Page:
iQuanti: Your credit can affect many of your financial choices. A good credit score can mean low-interest rates and easier approval for loans. A poor credit score, on the other hand, can mean high-interest rates and more difficulty getting a loan.
If you currently have poor credit, knowing how to build your credit score can put you on the path toward good credit. Here's what you should know about how to improve your credit score from poor to good.
What are poor and good credit score ranges?
There are score ranges that generally indicate poor credit and good credit. Be aware that creditors will also set their own standards of what scores they'll accept. A score that's 629 or below is usually considered poor credit, and a score that's between 690 and 719 is typically considered good credit.
How to boost your credit score
Here are some tips to help poor-credit borrowers increase their credit scores:
Pay your bills on time
Payment history makes up 35% of the data used to calculate your credit score. It's the most important factor in your credit score calculation. The reason it's used as a significant factor is that research has shown a track record of payment is usually the strongest predictor that you'll pay your debts.
Consistently paying your credit card debt and loans on time will help to raise your credit score. It'll show lenders that you're capable of taking out a loan and paying it back. An easy way you can consistently pay your debt on time is to set up autopay. If you prefer not to use autopay, you can set up a payment reminder instead. As you build up a history of paying your bills on time, your previous late payments will have less impact on your score.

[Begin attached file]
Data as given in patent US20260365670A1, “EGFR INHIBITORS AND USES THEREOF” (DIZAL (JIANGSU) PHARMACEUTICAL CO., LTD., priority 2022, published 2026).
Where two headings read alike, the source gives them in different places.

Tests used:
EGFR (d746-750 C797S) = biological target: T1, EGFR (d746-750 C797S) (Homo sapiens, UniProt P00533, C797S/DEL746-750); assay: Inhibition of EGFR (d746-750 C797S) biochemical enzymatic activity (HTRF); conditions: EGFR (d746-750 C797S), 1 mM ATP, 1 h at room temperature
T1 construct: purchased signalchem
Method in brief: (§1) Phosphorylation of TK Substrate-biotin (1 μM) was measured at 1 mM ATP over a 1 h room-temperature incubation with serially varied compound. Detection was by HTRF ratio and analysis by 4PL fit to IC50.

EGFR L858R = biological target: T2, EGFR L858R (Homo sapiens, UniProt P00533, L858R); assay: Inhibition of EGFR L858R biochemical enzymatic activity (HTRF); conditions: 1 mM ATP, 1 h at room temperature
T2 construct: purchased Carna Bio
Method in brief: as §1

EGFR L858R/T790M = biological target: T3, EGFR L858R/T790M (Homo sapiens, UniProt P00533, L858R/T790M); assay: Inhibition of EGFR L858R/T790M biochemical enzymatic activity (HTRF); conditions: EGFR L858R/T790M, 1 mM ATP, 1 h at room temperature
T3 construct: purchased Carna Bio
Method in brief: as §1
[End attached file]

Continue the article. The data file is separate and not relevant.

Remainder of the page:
Maintain a lower credit utilization ratio
The second most important factor in the calculation of your credit score is your credit utilization ratio. If you have a high credit utilization ratio, it can cause you to have a lower credit score. If you have a low credit utilization ratio, it helps to increase your credit score. It's ideal to only use up to 30% of your available credit.
As an example, if you choose to get a credit card with a $200 credit limit, you should owe no more than $60 on the card. You can also ask your credit card issuer for a credit limit increase to make it easier to spend less than 30% of your limit. If the issuer chooses not to give you a higher limit, they may still raise it in the future after you've made a certain number of consistent payments.
Minimize hard inquiries
When a lender or credit card issuer pulls your credit report from one of the three main credit bureaus, this is known as a hard inquiry. This can happen when you apply for a new credit card or loan. While a hard credit inquiry doesn't typically cause significant damage to your credit score, in some cases, it can lower your score by as much as 10 points.
Avoid applying for several credit cards in a short period of time. It's smart to only apply for a credit card once every six months. Use prequalification tools to find out if you're likely to be approved for an issuer's credit card. Following these tips will help get your credit score from poor to good over time.
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Original Source: How to Improve Your Credit From Poor to Good